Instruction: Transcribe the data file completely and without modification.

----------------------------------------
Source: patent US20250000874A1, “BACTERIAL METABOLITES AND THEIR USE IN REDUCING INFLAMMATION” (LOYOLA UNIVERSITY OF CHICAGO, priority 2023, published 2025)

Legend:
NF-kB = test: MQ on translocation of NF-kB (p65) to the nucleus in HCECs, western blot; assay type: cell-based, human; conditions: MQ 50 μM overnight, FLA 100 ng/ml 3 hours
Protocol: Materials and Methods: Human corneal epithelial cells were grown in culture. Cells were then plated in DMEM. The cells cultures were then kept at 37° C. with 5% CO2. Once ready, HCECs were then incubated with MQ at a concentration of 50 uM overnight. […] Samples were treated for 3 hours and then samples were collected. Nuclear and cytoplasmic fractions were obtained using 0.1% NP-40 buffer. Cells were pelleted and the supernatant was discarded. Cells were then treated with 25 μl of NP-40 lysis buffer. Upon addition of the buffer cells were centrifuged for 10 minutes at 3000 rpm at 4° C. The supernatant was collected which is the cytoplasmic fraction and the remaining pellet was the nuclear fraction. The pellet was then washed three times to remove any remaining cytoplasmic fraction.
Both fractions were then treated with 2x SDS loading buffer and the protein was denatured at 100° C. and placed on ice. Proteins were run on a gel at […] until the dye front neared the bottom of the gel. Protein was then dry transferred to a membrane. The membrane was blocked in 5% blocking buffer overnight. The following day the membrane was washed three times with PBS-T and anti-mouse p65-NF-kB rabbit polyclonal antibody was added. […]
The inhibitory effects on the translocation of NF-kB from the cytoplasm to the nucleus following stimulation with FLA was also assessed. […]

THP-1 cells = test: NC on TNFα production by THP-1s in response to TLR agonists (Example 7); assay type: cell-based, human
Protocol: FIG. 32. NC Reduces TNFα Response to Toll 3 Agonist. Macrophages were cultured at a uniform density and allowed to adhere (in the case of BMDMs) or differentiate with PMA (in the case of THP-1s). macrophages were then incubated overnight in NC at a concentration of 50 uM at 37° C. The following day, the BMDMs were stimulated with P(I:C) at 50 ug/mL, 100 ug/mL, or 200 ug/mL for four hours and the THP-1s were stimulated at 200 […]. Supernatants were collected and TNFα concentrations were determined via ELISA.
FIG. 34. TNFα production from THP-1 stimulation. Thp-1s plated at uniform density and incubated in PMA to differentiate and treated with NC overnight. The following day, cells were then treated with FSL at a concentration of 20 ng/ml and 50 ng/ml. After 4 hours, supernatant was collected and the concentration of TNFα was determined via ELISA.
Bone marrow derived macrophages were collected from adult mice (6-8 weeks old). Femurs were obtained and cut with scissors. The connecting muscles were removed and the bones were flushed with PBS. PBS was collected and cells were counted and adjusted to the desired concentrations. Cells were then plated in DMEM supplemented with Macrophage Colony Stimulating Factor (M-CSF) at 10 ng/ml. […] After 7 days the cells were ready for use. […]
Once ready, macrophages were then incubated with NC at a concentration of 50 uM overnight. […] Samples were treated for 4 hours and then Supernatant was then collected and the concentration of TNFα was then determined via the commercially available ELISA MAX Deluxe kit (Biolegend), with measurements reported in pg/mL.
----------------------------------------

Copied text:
Source: patent US20250000874A1, “BACTERIAL METABOLITES AND THEIR USE IN REDUCING INFLAMMATION” (LOYOLA UNIVERSITY OF CHICAGO, priority 2023, published 2025)

Legend:
NF-kB = test: MQ on translocation of NF-kB (p65) to the nucleus in HCECs, western blot; assay type: cell-based, human; conditions: MQ 50 μM overnight, FLA 100 ng/ml 3 hours
Protocol: Materials and Methods: Human corneal epithelial cells were grown in culture. Cells were then plated in DMEM. The cells cultures were then kept at 37° C. with 5% CO2. Once ready, HCECs were then incubated with MQ at a concentration of 50 uM overnight. […] Samples were treated for 3 hours and then samples were collected. Nuclear and cytoplasmic fractions were obtained using 0.1% NP-40 buffer. Cells were pelleted and the supernatant was discarded. Cells were then treated with 25 μl of NP-40 lysis buffer. Upon addition of the buffer cells were centrifuged for 10 minutes at 3000 rpm at 4° C. The supernatant was collected which is the cytoplasmic fraction and the remaining pellet was the nuclear fraction. The pellet was then washed three times to remove any remaining cytoplasmic fraction.
Both fractions were then treated with 2x SDS loading buffer and the protein was denatured at 100° C. and placed on ice. Proteins were run on a gel at […] until the dye front neared the bottom of the gel. Protein was then dry transferred to a membrane. The membrane was blocked in 5% blocking buffer overnight. The following day the membrane was washed three times with PBS-T and anti-mouse p65-NF-kB rabbit polyclonal antibody was added. […]
The inhibitory effects on the translocation of NF-kB from the cytoplasm to the nucleus following stimulation with FLA was also assessed. […]

THP-1 cells = test: NC on TNFα production by THP-1s in response to TLR agonists (Example 7); assay type: cell-based, human
Protocol: FIG. 32. NC Reduces TNFα Response to Toll 3 Agonist. Macrophages were cultured at a uniform density and allowed to adhere (in the case of BMDMs) or differentiate with PMA (in the case of THP-1s). macrophages were then incubated overnight in NC at a concentration of 50 uM at 37° C. The following day, the BMDMs were stimulated with P(I:C) at 50 ug/mL, 100 ug/mL, or 200 ug/mL for four hours and the THP-1s were stimulated at 200 […]. Supernatants were collected and TNFα concentrations were determined via ELISA.
FIG. 34. TNFα production from THP-1 stimulation. Thp-1s plated at uniform density and incubated in PMA to differentiate and treated with NC overnight. The following day, cells were then treated with FSL at a concentration of 20 ng/ml and 50 ng/ml. After 4 hours, supernatant was collected and the concentration of TNFα was determined via ELISA.
Bone marrow derived macrophages were collected from adult mice (6-8 weeks old). Femurs were obtained and cut with scissors. The connecting muscles were removed and the bones were flushed with PBS. PBS was collected and cells were counted and adjusted to the desired concentrations. Cells were then plated in DMEM supplemented with Macrophage Colony Stimulating Factor (M-CSF) at 10 ng/ml. […] After 7 days the cells were ready for use. […]
Once ready, macrophages were then incubated with NC at a concentration of 50 uM overnight. […] Samples were treated for 4 hours and then Supernatant was then collected and the concentration of TNFα was then determined via the commercially available ELISA MAX Deluxe kit (Biolegend), with measurements reported in pg/mL.